Structural controls of metasomatism on a regional scale

Rubenach, Mike (2013) Structural controls of metasomatism on a regional scale. In: Harlov, Daniel E., and Austrheim, Hakon, (eds.) Metasomatism and the Chemical Transformation of Rock: the role of fluids in terrestrial and extraterrestrial processes. Lecture Notes in Earth System Sciences . Springer, New York, NY, USA, pp. 93-140.

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Examples of structurally controlled regional metasomatism span most metamorphic temperatures, pressures, and tectonic settings. Permeability is crucial, and may be intrinsic or the result of deformation processes such as micro-fracturing (e.g. grain boundary sliding), fracturing, faulting, foliation and shear zone development, and hydro-fracturing. Chromatographic theory has been developed to explain metasomatic zonation, and applies not only where mineral reaction and isotopic fronts formed normal to the fluid flow in a porous medium, but also where flow was parallel to fractures or lithological contacts. Metasomatic fronts may be sharp or broadened by diffusion and dispersion effects during fluid advection. In the upper crust, fluid advection involved in regional metasomatism, such as silicification, albitization, potassic alteration and dolomitization, is controlled mainly by intrinsic permeability, faults, fractures and microfractures in sedimentary basins, volcanic sequences and some granites. For skarn formation, fluid advection is controlled by interface-coupled dissolution-precipitation ("reaction-controlled permeability") in addition to fractures and microfractures. Cross-layer diffusion in addition to layer-parallel advection is probably important in the formation of skarns along lithological contacts. Although subject to some debate, many workers have provided mineralogical and isotopic evidence for the existence of high time-integrated fluid fluxes and fluid flow directions in many thermal aureoles and regional metamorphic belts. Studies of quartz veins and vein selvages in metamorphic rocks have provided examples both of local derivation of veins and derivation of silica and metasomatic changes in the selvages during advection of external fluids. Also subject to debate is whether metamorphic fluids in the middle crust are solely derived from devolatilization reactions at depth or whether such processes as dilatancy pumping or syn-metamorphic intrusion can lead to lateral or downward fluid advection. Regional metasomatism occurs in many Proterozoic metamorphic belts, but the Mount Isa Inlier is probably the best natural laboratory regarding structural controls. It exhibits enormous strain heterogeneity at all scales that led to fluid channeling, diverse reactive rocks, episodic metamorphic and intrusive events spanning at least 250 Ma, and abundant sources of reactive saline and hypersaline fluids. Examples of widespread metasomatism in the Mount Isa Inlier include Na-Ca alteration associated with extensive breccia development in calcsilicate rocks, albitization of schists and metapsammitic rocks, and the formation in high-strain zones of tremolite pods, quartz-chlorite rocks, and unusual cordierite-rich rocks.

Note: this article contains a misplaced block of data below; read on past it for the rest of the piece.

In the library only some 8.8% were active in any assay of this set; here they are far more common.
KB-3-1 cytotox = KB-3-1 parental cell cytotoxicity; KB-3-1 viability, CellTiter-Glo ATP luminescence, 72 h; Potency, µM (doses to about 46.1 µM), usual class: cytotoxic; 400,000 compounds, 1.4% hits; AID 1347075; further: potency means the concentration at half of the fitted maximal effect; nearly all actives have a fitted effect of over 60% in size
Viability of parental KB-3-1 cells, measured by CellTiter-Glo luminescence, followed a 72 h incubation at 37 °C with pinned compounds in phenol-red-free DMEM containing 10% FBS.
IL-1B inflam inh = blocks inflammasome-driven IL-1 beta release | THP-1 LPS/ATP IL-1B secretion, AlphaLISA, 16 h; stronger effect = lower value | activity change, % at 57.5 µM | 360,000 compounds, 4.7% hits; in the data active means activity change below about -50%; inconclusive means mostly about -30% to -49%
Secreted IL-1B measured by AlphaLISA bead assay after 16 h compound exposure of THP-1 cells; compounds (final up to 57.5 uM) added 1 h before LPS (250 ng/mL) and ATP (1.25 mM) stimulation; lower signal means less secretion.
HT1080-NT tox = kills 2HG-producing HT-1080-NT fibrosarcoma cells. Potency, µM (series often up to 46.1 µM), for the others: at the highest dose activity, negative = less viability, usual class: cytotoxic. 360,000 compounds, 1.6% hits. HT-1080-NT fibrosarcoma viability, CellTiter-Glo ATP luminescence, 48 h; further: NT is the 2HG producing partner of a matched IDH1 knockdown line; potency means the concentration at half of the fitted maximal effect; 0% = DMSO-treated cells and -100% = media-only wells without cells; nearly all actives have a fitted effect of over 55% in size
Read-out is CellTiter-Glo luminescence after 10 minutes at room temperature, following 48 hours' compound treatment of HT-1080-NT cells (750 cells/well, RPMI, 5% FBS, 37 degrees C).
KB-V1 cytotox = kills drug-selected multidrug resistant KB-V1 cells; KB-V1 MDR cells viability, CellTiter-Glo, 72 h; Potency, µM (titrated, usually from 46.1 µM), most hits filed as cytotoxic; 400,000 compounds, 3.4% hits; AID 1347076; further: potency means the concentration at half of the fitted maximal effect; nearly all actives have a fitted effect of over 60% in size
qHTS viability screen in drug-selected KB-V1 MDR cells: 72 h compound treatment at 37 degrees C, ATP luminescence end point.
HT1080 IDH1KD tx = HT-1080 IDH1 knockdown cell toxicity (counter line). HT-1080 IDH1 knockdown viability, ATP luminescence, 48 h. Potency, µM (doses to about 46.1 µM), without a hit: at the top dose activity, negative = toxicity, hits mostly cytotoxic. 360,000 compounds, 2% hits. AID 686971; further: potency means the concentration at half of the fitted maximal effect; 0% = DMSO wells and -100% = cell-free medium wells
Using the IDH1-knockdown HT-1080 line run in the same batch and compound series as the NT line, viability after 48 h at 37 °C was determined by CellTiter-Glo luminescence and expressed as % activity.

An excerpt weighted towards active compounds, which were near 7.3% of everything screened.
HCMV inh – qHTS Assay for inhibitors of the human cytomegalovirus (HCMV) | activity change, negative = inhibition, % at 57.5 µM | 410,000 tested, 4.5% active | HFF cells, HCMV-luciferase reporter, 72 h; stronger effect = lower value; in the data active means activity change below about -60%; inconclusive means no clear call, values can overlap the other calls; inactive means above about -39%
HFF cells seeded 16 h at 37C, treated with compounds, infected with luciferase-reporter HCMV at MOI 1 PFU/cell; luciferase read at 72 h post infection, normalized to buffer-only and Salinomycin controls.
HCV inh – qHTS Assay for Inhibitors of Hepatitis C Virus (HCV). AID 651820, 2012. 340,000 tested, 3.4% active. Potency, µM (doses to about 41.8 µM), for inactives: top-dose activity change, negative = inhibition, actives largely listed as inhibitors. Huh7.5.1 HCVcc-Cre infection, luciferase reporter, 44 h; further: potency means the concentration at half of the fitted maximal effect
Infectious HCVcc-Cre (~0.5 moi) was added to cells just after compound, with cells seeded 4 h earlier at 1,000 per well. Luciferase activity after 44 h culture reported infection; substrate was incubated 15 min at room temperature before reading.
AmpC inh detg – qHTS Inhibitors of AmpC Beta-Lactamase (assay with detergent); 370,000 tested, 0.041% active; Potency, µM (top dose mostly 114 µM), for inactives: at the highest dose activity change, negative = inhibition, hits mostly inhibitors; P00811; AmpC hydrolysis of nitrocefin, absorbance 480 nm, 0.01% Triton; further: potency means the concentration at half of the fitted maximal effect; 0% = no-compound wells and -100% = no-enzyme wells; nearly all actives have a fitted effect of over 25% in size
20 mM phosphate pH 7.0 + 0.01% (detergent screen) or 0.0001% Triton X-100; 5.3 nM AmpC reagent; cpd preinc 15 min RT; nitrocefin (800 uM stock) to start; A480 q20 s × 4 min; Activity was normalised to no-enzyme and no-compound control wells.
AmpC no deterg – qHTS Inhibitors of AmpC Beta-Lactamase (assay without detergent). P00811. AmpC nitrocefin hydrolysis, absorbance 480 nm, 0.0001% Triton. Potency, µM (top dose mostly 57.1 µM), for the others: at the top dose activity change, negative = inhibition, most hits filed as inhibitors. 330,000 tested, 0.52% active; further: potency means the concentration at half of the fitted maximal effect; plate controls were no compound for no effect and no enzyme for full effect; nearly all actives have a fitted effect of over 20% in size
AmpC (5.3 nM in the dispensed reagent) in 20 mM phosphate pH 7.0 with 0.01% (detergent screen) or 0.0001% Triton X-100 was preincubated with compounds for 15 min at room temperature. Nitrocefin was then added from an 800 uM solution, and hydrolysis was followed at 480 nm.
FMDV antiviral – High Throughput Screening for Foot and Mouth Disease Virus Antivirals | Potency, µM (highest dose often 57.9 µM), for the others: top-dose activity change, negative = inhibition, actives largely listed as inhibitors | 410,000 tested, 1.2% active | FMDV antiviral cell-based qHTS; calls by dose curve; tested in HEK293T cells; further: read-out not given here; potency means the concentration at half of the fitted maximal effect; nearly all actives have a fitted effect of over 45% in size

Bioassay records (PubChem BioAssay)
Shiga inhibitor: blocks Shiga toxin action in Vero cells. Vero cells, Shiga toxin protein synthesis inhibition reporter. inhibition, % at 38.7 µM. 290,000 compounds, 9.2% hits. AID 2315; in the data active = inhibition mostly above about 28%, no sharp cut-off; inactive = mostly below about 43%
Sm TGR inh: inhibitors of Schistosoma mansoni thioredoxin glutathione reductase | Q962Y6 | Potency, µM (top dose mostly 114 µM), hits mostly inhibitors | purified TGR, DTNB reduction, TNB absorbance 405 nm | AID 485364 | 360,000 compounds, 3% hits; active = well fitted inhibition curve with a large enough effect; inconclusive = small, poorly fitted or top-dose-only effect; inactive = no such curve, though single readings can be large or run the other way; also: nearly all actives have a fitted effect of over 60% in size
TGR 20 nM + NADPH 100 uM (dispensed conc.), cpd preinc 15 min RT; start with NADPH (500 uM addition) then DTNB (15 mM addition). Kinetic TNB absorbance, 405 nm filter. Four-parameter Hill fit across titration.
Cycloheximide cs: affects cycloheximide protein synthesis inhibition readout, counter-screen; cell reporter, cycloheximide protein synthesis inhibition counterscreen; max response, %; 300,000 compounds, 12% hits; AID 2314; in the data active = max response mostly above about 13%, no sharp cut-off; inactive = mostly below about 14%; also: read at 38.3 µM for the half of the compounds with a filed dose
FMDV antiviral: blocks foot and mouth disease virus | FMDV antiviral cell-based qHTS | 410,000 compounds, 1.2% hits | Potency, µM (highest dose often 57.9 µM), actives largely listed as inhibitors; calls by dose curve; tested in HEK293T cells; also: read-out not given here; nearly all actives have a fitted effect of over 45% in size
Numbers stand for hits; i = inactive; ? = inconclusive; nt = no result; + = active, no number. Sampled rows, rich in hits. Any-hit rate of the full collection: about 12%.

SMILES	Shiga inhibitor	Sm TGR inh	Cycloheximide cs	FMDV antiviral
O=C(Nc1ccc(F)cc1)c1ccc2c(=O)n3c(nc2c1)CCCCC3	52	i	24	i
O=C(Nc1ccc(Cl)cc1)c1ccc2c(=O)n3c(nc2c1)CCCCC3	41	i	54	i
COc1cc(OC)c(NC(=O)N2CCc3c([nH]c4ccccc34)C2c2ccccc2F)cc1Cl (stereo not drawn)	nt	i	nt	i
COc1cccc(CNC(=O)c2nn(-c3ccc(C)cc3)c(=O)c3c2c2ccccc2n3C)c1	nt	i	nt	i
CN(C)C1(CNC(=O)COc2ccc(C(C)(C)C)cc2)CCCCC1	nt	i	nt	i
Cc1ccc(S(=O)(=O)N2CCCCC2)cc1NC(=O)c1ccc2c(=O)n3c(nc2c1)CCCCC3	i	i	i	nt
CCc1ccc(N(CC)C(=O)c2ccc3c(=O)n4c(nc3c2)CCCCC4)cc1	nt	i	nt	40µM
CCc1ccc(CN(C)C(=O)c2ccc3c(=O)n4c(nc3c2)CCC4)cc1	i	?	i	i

Item ID: 25299
Item Type: Book Chapter (Research - B1)
ISBN: 978-3-642-28393-2
ISSN: 2193-8571
Date Deposited: 09 May 2014 06:48
FoR Codes: 04 EARTH SCIENCES > 0403 Geology > 040312 Structural Geology @ 100%
SEO Codes: 97 EXPANDING KNOWLEDGE > 970104 Expanding Knowledge in the Earth Sciences @ 100%
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